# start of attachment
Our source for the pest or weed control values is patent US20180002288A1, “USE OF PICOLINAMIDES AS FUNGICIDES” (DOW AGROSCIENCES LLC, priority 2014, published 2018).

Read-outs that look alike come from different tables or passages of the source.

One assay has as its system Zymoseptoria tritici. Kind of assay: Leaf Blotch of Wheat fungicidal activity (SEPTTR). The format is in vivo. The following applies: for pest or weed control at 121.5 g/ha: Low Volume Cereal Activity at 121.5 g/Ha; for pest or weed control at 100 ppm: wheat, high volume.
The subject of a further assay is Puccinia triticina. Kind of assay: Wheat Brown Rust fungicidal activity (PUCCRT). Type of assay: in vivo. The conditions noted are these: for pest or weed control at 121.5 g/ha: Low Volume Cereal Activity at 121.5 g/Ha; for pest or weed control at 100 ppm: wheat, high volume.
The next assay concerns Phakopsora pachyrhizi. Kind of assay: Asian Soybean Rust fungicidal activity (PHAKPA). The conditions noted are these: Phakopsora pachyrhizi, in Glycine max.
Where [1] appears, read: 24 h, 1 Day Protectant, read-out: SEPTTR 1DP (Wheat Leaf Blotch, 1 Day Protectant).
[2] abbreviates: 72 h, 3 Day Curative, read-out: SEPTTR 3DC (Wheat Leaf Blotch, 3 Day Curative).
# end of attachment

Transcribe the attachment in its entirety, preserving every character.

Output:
Our source for the pest or weed control values is patent US20180002288A1, “USE OF PICOLINAMIDES AS FUNGICIDES” (DOW AGROSCIENCES LLC, priority 2014, published 2018).

Read-outs that look alike come from different tables or passages of the source.

One assay has as its system Zymoseptoria tritici. Kind of assay: Leaf Blotch of Wheat fungicidal activity (SEPTTR). The format is in vivo. The following applies: for pest or weed control at 121.5 g/ha: Low Volume Cereal Activity at 121.5 g/Ha; for pest or weed control at 100 ppm: wheat, high volume.
The subject of a further assay is Puccinia triticina. Kind of assay: Wheat Brown Rust fungicidal activity (PUCCRT). Type of assay: in vivo. The conditions noted are these: for pest or weed control at 121.5 g/ha: Low Volume Cereal Activity at 121.5 g/Ha; for pest or weed control at 100 ppm: wheat, high volume.
The next assay concerns Phakopsora pachyrhizi. Kind of assay: Asian Soybean Rust fungicidal activity (PHAKPA). The conditions noted are these: Phakopsora pachyrhizi, in Glycine max.
Where [1] appears, read: 24 h, 1 Day Protectant, read-out: SEPTTR 1DP (Wheat Leaf Blotch, 1 Day Protectant).
[2] abbreviates: 72 h, 3 Day Curative, read-out: SEPTTR 3DC (Wheat Leaf Blotch, 3 Day Curative).